bad.  I am frantic for a simple way to save computer files 

I've never asked to have anything put on reserve in the music 
division.  With an occasional exception, of course, you can 
expect your things to come up in 15 minutes or so, maybe a lot 
less.  I suspect trying to do things in advance would be more 
trouble than it's worth.  

I'm aware of that batch of cards in the catalog under O'Hare.  
Yeah, I've seen those crazy song titles.  (I like the one, 
"Here's Your Coat; What's Your Hurry?)  As much as possible, I 
like to call up whole boxes or carts of material rather than 
individual pieces found on cards in the catalog.  If I see a 
piece for male quartet by O'Hare in the catalog, I would never 
fill out a slip for that piece; I would say, bring me up M1594.O 
"all O'Hare".  (M1594 is male quartet.)  Consider what a tiny 
fraction of the orchestra arrangements, if any, were listed in 
the card catalog! In fact, I have slips like this ready to go for 
mixed voices quartet, female quartet, and band parts.  Just 
haven't gotten to them yet because there's been so much "reduced 
orchestra parts" (M1350).  

I could send you slips like these so you'd be ready to go when 
you get there.  You can submit a max of 3 call slips, but that's 
no problem since, with WC's prodigious output, you'd be crazy to 
submit more than one at a time, ha ha.  (I was dumfounded when 9 
or 10 boxes of orchestral parts came up!) 

There's a rule now that everyone needs a library card, although I 
think they might waive that for foreigners on very short visits.  
Still, it's probably easiest just to get one.  The office is to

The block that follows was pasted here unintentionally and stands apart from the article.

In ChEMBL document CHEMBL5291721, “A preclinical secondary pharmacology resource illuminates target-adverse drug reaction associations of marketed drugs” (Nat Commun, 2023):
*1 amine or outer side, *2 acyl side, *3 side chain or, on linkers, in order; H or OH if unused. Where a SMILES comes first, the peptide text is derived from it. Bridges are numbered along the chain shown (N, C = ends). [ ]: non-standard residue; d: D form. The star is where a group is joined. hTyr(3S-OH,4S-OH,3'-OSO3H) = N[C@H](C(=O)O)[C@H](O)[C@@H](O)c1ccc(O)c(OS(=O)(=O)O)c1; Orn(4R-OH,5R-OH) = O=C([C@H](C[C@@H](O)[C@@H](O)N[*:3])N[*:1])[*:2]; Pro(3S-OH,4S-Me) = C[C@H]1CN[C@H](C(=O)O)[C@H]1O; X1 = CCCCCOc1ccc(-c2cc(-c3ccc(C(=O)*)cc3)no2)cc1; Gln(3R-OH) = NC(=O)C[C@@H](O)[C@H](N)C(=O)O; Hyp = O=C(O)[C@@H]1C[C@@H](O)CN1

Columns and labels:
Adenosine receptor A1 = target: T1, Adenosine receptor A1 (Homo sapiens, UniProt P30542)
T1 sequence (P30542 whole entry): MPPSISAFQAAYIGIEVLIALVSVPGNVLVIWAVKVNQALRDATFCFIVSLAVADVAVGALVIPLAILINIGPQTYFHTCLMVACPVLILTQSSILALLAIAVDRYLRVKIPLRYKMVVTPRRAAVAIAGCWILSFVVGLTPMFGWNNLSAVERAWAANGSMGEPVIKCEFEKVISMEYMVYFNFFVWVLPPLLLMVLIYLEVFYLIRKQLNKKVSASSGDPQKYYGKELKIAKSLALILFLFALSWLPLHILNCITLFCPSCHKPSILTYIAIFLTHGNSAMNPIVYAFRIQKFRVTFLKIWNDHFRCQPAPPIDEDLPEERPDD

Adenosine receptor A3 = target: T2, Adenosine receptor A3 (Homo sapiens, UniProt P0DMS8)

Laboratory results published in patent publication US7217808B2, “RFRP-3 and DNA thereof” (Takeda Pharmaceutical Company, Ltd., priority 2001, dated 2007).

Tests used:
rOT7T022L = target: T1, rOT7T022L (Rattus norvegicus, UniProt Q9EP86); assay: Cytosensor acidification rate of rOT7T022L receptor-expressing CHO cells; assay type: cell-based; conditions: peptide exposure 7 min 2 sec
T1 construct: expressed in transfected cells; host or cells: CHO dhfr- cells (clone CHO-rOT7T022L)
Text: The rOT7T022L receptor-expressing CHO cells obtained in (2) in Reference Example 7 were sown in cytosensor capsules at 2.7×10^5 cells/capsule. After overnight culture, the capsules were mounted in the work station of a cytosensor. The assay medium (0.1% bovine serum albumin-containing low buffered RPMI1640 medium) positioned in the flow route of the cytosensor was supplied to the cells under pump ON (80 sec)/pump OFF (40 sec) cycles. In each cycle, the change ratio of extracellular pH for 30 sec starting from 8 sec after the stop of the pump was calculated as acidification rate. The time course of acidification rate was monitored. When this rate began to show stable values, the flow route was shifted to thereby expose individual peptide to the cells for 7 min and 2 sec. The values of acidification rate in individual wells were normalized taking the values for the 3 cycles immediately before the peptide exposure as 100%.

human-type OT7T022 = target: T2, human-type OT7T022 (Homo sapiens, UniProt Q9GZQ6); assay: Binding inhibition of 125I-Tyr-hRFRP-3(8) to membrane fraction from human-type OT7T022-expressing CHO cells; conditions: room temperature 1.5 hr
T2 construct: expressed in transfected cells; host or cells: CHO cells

the left after you enter the Madison bldg (which has the music 
division.)  If for any reason that turns out to be a hassle, I 
would go on around to the music division without a card and see 
what they say.  

You're right, I don't have much experience with the pop songs.  I 
know there's a separate pop song catalog, but I haven't gotten 
experienced with it.  To be honest, I haven't the vaguest idea 
how useful it is - what years it covers, what's considered a pop 
song, etc.  

It's not that my lawn's so big it takes me so long to cut the 
grass.  It's because it's so small that it's *all edge* - house, 
fence, shrubs, tree stumps, etc.  There's hardly any 
straightaways, just yanking this way and that.  It also takes me 
time to get prepared, rake up, bag and clean up (meaning me).  

Kansas jumped to mind as the state above Texas, but I knew 
instantly that was wrong, and that it's really OK.  I let it 
stand just to get a rise out of you :) .  Sorry about that.  

ME: tablature and music 

Thanks for your comments on tablature.  I like everything you say 
- there is value in both tablature and muusic notation.  I claim 
that even a fugue could be written in tablature.  You would just 
have to add separate stems to the fret numbers like we do for 
noteheads.  It wouldn't be as compact and neat and simple looking 
as the more usual tablature notations, but it would work.  And if 
it were an unusual tuning, it would be necessary to use tab.  

I got a kick out of your comments on tablature readers playing 
with music readers.  Right now I'm trying to prepare Anthoine 
Carre's baroque guitar book for putting up on the web in ascii